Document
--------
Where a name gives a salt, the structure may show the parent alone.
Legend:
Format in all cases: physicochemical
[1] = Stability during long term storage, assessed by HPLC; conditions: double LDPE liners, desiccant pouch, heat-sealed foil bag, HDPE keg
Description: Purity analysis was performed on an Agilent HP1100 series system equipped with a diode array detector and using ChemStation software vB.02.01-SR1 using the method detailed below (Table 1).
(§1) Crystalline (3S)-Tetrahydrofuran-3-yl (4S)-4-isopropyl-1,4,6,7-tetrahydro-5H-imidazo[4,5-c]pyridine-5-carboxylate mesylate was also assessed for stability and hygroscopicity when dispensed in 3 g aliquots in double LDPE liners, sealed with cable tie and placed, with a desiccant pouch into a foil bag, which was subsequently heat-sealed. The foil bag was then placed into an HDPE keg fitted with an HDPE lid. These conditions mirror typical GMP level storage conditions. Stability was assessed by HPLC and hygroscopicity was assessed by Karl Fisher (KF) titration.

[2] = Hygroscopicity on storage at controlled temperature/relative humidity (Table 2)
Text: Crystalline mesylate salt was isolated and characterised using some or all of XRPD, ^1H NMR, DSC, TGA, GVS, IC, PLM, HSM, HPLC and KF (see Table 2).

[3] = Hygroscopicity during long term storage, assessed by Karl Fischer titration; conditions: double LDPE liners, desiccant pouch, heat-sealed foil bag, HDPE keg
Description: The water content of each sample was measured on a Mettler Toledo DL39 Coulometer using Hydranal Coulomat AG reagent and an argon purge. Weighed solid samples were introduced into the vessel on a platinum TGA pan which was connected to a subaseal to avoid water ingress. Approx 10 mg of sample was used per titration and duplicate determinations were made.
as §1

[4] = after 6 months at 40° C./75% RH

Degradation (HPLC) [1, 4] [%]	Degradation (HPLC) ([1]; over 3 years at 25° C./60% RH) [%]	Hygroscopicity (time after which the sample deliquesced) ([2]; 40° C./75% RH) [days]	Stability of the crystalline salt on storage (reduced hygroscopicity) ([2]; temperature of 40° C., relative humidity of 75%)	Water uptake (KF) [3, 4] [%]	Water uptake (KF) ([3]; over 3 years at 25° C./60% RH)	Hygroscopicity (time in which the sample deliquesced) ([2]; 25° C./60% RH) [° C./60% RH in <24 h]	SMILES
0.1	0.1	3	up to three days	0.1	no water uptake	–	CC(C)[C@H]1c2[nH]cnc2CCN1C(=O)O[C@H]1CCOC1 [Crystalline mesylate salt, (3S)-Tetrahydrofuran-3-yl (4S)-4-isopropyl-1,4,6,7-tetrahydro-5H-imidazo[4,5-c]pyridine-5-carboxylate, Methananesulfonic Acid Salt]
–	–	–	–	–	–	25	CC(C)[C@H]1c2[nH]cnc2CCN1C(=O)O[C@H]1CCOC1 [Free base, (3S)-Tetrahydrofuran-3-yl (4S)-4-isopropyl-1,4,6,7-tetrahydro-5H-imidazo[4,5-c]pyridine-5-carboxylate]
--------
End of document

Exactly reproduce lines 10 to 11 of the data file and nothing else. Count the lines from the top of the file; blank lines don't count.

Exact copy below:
Description: The water content of each sample was measured on a Mettler Toledo DL39 Coulometer using Hydranal Coulomat AG reagent and an argon purge. Weighed solid samples were introduced into the vessel on a platinum TGA pan which was connected to a subaseal to avoid water ingress. Approx 10 mg of sample was used per titration and duplicate determinations were made.
as §1